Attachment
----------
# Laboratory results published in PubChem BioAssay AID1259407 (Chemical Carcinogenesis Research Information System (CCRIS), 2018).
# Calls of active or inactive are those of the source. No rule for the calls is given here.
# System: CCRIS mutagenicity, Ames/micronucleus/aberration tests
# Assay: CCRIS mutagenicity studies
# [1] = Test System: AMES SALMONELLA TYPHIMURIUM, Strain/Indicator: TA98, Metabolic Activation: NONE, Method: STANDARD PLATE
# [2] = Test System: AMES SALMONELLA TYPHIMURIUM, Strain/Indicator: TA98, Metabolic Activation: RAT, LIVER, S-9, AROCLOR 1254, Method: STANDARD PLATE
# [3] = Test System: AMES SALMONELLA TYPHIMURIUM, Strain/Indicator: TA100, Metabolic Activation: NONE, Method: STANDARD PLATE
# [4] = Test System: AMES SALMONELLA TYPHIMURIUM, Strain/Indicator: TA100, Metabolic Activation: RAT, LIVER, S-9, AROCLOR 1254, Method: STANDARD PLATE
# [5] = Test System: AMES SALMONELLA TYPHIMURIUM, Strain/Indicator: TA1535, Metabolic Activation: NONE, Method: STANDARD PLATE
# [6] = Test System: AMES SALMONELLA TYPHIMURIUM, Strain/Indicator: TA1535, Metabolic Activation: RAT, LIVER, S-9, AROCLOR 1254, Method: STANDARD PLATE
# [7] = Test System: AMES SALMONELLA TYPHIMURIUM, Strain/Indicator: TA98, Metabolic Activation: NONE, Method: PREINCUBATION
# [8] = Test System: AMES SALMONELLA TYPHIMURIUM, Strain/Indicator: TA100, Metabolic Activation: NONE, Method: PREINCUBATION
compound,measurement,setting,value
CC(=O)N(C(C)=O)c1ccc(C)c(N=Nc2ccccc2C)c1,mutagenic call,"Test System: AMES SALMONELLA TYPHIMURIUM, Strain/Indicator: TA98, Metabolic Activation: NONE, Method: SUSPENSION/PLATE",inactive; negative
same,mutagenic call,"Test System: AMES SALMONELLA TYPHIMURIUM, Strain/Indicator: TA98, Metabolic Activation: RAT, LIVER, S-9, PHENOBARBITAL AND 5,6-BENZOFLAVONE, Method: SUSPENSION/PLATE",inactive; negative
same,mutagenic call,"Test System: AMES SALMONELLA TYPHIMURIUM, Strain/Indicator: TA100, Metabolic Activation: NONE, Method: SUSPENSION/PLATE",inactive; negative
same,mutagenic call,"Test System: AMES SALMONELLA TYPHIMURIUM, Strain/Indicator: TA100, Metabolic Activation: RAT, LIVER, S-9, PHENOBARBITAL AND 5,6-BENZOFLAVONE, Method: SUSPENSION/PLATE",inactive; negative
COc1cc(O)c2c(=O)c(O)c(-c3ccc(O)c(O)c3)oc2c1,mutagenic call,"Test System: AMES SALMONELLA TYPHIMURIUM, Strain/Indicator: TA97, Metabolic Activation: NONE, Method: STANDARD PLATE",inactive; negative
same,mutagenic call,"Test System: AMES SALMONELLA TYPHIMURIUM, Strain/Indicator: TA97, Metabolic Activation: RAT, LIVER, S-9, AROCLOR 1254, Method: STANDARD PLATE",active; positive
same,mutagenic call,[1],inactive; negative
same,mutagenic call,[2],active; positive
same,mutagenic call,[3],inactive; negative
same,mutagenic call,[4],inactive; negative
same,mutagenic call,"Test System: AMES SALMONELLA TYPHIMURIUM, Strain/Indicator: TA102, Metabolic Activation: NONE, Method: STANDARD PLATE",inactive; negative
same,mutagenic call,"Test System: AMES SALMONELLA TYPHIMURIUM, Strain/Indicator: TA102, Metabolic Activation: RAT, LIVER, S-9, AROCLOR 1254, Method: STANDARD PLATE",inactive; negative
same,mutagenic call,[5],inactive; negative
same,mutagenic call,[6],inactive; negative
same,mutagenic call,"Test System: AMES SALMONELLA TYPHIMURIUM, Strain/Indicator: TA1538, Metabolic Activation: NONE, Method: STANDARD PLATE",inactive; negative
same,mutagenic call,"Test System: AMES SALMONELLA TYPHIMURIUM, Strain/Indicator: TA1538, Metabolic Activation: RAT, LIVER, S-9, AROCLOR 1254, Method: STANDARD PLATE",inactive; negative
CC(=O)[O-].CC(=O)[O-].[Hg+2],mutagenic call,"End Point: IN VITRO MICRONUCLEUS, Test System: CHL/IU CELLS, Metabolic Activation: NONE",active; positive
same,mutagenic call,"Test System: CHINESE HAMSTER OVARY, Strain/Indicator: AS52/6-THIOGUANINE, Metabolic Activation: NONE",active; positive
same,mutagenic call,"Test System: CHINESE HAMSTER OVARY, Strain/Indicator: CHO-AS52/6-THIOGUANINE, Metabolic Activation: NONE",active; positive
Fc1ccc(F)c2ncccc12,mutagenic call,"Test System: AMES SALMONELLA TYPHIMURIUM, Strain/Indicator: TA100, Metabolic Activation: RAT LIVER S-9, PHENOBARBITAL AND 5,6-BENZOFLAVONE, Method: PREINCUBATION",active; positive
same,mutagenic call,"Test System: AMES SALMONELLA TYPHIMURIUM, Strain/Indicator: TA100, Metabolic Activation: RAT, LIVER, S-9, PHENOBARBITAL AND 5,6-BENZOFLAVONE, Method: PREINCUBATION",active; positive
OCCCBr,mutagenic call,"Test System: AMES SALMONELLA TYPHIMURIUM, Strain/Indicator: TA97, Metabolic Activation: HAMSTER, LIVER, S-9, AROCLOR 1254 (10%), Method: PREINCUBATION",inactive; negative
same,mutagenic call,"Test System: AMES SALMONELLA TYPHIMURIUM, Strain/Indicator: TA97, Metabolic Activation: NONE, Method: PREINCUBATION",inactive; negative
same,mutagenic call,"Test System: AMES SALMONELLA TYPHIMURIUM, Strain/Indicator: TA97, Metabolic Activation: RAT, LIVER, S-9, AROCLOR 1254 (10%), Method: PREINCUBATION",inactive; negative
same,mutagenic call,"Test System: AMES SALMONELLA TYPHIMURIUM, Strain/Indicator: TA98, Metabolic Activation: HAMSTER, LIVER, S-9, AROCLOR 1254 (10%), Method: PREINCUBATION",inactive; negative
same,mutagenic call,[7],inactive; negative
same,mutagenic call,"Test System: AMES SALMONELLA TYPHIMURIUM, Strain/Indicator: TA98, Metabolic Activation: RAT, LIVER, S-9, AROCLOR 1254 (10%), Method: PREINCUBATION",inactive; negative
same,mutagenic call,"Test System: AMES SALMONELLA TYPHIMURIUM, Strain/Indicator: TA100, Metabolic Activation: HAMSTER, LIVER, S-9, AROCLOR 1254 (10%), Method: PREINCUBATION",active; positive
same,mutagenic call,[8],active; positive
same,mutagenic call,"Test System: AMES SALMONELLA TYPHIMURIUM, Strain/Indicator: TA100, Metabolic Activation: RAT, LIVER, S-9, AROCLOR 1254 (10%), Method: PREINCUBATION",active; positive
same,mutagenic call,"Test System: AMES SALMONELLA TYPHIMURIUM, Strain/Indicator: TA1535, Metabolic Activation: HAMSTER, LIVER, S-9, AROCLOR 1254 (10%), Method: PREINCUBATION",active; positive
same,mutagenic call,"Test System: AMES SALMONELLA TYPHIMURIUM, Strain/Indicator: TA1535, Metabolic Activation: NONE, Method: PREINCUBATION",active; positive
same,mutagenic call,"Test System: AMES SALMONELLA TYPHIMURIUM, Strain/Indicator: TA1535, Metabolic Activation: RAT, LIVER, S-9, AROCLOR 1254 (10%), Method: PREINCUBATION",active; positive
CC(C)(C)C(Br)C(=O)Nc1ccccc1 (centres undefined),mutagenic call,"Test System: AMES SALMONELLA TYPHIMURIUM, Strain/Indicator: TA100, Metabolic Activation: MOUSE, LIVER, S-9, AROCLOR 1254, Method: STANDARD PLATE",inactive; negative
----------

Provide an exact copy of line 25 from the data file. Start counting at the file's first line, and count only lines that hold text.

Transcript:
same,mutagenic call,"Test System: AMES SALMONELLA TYPHIMURIUM, Strain/Indicator: TA102, Metabolic Activation: RAT, LIVER, S-9, AROCLOR 1254, Method: STANDARD PLATE",inactive; negative